I’ve seen a few topics on Quora recently, asking how expensive it is to make a promo video. The answers vary, but all involve using an outsourced shop and range between $10-$150K.


One skill I have developed while working at Firespotter is making promo videos really fast, cheap, and effective, without the help of an outsourced shop, usually with a crew of 1-5 people. Cost varies, but is always between $0-$2K. The most successful ones having been the cheapest.

Having just burnt the jets to get this video done in a weekend, the process is fresh in my head. Here are some tips for executing a solid video on a short timeframe, without spending a lot of money:

Concept First

If you don’t have a concept to shoot around, you’re dead in the water. I never start working on a video unless the general outline has solidified in my head. Most of these tips will assume that you have an idea to work with. If you can’t think of something, then you probably shouldn’t be making a video in the first place.

Rent on a Friday

If money is super tight, rent the camera. If you rent on a Friday, most shops will call the weekend “one day” and you’ll get the gear for two days for the price of one. If you’re buying, the most cost effective camera, all around, for a startup to purchase is probably a Canon 6D. I personally use a 5D, but the 6D is cheaper and has just about the same video specs. If I could only pick one lens it would be the 35mm f1.4 for someone with experience, the 24-105mm f4 for someone without. It’s worth investing in some audio gear as well as most cameras have absolute shit when it comes to onboard audio input quality.

Find Someplace Crazy

This is one of the easiest ways to make a video appear more professional or awesome. Basically just get out of your house or office and find someplace unique that works with your concept. If you’re in San Francisco, you’re in luck. There are countless locations that read on-camera as exotic. Use Google Satellite to scrounge for interesting looking places.

A Small Effective Team

First, someone has to be in charge. If you’re going to move fast, decisions can’t turn into long discussions. Someone needs to have the final word and be ready to deliver it quickly.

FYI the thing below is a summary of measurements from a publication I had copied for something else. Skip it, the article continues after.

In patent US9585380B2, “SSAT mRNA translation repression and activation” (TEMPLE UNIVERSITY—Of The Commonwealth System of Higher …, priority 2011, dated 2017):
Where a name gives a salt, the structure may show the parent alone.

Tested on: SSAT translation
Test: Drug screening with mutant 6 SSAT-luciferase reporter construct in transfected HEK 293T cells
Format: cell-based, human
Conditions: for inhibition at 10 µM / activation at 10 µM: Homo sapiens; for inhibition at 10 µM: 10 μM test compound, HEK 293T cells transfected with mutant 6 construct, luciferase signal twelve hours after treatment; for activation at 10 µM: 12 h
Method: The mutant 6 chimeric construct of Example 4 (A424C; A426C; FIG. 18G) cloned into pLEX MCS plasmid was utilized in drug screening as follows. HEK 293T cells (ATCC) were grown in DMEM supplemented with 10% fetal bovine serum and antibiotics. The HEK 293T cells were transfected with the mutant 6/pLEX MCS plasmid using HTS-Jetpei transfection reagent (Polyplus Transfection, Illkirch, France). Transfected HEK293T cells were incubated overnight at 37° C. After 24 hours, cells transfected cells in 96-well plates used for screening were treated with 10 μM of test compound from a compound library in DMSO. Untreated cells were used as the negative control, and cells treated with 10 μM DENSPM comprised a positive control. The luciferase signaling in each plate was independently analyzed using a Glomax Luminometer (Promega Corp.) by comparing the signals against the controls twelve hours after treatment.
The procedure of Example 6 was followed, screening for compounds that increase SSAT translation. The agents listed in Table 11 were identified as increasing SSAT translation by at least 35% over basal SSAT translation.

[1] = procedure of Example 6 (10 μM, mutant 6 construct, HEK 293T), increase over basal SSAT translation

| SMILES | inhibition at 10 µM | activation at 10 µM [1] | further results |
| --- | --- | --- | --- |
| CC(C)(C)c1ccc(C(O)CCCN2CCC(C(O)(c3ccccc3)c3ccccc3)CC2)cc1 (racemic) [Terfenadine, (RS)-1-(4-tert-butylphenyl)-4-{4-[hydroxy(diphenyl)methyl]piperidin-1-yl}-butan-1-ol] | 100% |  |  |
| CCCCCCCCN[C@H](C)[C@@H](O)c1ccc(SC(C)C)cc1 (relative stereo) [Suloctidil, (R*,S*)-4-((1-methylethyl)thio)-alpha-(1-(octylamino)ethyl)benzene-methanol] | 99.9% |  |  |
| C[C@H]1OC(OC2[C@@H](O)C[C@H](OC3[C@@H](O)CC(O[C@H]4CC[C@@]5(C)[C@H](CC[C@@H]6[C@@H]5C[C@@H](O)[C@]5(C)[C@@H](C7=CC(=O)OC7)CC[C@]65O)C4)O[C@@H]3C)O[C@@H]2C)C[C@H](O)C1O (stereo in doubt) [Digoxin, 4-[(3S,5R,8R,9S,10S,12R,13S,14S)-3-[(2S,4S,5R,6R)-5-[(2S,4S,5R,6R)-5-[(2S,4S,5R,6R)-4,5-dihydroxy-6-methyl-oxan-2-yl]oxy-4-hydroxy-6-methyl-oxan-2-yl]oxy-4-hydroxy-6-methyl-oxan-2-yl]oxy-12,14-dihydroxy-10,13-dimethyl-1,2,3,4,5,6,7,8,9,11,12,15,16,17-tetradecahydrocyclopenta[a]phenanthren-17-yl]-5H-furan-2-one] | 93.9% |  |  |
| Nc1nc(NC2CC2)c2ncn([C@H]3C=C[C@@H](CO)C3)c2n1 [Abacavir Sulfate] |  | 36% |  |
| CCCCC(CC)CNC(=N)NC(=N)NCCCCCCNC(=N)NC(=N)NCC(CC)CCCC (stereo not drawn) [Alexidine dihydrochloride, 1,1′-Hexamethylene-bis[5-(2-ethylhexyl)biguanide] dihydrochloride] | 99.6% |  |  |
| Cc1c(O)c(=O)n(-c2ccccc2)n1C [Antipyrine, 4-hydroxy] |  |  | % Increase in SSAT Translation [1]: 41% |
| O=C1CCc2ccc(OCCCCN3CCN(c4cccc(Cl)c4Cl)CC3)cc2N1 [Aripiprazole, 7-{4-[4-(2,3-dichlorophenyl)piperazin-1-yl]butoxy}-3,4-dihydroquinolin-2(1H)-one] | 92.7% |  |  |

You only need one person to make an awesome video, but the sweetspot for me is generally around 3-5. Ideally you have:

1) People that have some experience being on camera. If I am going to spend extra money anywhere, it’s here. People that are comfortable being on camera are crucial on shoots that need to happen fast. Actors are ideal. 2) A generalist that can handle a lot of gear. You only need one person to handle your camera/audio. This person should probably be you. 3) The Free Safety. Basically someone that can handle the unexpected glitches and speed bumps that inevitably will occur. This can also be you.

Learn After Effects

This is the intimidating part that is actually really easy. My weapons of choice are Premier and After Effects. If you have any experience with Photoshop or other Adobe programs, After Effects is actually very easy to learn once inside. It’s basically Photoshop with a timeline and keyframes animation. If you can wrap your head around that, you can learn the basics in a weekend I promise. This is another easy way to make a budget video have really high production value.

Use Evernote

There are a lot of crappy “film” apps out there. Nothing is better than a well organized Evernote Notebook. Each of my shoots has its own Notebook with separate notes for script, gear, shot lists and a brain dump area for thoughts as they come.

Promote Separately

Generally I like to promote the video separately from whatever the video itself is trying to promote. There are two reasons for this: 1) some channels are just more tailored to media content, and will post videos but not say, mobile apps. A place like fstoppers for example. 2) If you time it right, the video can generate additional press, as opposed to being lumped in with your launch. Also, you don’t want to be emailing people about more than one thing.

A Word on Efficacy

OK sure you can do a video for cheap, but is it worth it in the first place? This question probably warrants another post, so I’ll make it so. The short answer is yes, but it depends*

*More to come.